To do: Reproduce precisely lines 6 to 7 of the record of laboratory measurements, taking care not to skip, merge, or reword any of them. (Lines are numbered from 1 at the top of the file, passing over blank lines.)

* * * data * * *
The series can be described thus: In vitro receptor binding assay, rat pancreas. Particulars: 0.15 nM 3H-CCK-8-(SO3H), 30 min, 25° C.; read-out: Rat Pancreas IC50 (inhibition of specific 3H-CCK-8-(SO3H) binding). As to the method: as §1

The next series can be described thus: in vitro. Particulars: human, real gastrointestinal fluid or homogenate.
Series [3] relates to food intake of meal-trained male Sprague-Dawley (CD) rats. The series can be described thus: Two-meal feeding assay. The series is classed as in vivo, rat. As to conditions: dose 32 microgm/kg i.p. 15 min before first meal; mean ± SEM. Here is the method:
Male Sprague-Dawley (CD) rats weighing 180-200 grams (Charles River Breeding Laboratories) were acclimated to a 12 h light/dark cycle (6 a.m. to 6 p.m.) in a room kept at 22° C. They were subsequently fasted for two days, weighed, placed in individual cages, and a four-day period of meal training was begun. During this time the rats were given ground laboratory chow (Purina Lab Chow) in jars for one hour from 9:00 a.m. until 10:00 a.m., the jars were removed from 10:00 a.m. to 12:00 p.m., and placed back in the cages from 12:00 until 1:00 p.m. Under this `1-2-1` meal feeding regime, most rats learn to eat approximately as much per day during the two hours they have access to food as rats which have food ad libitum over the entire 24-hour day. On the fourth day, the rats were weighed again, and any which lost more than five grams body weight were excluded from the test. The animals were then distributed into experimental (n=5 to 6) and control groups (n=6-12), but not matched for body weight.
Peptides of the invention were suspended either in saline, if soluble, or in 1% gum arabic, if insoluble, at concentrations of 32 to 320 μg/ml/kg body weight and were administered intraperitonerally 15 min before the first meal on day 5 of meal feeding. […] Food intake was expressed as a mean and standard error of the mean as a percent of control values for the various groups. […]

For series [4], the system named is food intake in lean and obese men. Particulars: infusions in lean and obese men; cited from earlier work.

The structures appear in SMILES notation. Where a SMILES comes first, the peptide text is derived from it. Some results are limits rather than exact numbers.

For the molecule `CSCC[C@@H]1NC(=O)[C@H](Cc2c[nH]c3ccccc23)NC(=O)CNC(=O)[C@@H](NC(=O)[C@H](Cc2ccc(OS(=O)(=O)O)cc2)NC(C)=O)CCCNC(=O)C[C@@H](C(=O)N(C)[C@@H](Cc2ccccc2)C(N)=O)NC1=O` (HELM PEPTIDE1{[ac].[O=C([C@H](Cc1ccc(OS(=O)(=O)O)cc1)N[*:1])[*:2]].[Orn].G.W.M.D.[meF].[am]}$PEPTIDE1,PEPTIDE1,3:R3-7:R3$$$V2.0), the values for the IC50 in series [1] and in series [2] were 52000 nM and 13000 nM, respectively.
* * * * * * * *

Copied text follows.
For series [4], the system named is food intake in lean and obese men. Particulars: infusions in lean and obese men; cited from earlier work.

The structures appear in SMILES notation. Where a SMILES comes first, the peptide text is derived from it. Some results are limits rather than exact numbers.